As breadwinner, George Cruikshank began to sell his caricatures to a monthly magazine called The Scourge, which was fueled by the tumultuous domestic and international politics of the time. George did not align with a political party, so he was easily able to provide caricatures from a relatively impartial point of view for both radical and conservative parties. The caricatures he supplied to The Scourge between 1811-1814 featured one large caricature in each issue, including attacks on King George III and the royal family, satirical drawings of politicians, and anti-French propaganda. Cruikshank, and other political caricaturists of the time, had a bounty of material to work with due to the accession of the Prince Regent, George IV, the scandal involving George IV’s wife, Queen Caroline, and the Napoleonic War.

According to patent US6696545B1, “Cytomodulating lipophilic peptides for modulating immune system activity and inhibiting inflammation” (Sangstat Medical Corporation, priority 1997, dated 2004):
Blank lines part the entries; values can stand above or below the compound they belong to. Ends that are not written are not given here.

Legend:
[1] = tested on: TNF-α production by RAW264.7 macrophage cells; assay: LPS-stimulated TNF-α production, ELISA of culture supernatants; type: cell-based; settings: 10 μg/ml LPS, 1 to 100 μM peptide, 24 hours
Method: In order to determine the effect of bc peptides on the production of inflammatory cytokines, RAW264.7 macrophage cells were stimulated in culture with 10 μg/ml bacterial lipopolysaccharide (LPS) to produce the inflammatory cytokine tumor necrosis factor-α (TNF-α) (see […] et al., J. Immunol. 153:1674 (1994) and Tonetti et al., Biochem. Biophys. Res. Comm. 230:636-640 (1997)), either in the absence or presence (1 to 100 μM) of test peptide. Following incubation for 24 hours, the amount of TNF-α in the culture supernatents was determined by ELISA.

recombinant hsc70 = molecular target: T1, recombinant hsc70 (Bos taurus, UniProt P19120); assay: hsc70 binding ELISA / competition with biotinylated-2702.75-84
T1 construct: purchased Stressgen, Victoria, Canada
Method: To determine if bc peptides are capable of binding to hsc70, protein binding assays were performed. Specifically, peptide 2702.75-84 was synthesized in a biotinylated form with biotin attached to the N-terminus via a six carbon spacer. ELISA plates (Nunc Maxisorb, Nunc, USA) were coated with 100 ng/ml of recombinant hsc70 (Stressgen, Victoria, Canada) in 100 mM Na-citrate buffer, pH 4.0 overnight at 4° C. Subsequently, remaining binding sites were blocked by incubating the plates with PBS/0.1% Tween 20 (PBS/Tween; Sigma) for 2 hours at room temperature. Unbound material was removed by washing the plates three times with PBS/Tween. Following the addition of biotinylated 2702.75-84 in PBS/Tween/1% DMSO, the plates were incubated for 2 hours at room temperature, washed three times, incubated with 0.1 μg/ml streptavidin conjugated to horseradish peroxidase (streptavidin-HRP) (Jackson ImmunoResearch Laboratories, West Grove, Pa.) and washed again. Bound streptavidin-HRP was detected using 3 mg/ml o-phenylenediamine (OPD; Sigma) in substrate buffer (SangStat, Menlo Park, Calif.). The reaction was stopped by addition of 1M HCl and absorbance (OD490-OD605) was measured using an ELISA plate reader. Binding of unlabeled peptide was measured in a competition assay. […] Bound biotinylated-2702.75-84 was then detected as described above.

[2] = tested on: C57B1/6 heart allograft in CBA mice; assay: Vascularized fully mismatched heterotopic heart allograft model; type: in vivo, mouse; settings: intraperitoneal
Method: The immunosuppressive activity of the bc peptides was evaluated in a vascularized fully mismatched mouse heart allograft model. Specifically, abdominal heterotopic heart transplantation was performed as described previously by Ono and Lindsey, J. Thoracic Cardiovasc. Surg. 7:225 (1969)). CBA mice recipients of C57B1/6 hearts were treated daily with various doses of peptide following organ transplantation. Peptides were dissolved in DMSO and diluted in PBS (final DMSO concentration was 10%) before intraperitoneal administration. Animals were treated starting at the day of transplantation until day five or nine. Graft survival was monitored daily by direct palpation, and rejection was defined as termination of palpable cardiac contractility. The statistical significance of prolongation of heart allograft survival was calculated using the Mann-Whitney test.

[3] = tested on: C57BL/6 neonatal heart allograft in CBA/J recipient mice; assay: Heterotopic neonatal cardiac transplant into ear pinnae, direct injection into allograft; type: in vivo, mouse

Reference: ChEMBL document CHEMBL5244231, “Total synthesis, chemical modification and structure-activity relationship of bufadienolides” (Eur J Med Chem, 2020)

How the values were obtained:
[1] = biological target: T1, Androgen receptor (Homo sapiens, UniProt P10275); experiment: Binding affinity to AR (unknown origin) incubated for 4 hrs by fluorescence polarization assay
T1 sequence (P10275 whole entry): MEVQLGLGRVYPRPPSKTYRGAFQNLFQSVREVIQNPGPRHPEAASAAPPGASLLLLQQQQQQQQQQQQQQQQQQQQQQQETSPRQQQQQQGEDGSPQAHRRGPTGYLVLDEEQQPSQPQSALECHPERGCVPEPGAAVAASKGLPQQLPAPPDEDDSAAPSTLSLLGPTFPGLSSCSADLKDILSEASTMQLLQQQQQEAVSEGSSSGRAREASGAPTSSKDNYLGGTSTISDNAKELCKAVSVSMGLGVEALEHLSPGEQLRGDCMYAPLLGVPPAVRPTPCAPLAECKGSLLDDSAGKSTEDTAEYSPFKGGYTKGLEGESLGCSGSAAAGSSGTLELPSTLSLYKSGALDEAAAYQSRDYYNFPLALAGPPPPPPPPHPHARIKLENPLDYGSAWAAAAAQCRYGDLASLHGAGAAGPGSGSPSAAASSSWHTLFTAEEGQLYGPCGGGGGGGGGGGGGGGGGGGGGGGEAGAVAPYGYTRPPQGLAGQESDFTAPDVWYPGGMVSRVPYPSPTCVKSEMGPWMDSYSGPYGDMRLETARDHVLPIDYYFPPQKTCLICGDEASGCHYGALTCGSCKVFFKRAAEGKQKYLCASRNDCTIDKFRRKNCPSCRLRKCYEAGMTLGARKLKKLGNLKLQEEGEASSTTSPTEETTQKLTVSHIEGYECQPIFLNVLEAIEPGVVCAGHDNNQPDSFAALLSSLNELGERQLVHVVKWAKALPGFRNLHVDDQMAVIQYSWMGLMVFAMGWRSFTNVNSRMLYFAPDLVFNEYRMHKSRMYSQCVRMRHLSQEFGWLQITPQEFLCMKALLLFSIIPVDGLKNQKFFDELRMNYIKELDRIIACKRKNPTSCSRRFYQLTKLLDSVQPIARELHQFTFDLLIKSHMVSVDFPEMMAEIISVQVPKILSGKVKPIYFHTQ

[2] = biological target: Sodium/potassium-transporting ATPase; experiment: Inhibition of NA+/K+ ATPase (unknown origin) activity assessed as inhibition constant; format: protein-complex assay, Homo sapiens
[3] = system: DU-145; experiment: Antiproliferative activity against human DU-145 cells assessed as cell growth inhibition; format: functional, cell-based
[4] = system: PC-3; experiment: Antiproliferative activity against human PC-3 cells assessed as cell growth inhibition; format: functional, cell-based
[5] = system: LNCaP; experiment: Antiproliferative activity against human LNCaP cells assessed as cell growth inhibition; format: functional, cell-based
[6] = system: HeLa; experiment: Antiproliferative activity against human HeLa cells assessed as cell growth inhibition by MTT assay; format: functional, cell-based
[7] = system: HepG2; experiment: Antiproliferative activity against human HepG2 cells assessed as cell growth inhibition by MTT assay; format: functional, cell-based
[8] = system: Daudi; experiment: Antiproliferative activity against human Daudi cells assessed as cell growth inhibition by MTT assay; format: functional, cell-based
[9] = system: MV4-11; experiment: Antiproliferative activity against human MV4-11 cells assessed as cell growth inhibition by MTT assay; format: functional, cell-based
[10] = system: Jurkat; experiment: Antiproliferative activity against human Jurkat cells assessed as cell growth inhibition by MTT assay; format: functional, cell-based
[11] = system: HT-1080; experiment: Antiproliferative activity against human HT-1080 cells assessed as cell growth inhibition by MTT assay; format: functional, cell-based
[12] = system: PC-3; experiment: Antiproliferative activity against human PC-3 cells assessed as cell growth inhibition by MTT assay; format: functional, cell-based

In 1818, Cruikshank began working with William Hone, a radical publisher and bookseller. The pair published a twenty-four page pamphlet The Political House that Jack Built, which contained political nursery rhymes written by Hone and twelve illustrations by Cruikshank. It was an immediate success and sold over 100,000 copies within a few months. For the next two years, George continued writing and illustrating pamphlets with Hone, eventually moving on to support Queen Caroline’s cause (King George IV’s estranged wife who returned to England to reclaim her title as Queen) with cartoons railing against King George IV. In June 1820, King George IV had apparently had enough of Cruikshank’s scurrilous caricatures and paid him ￡100 “not to caricature His Majesty in any immoral situation.”2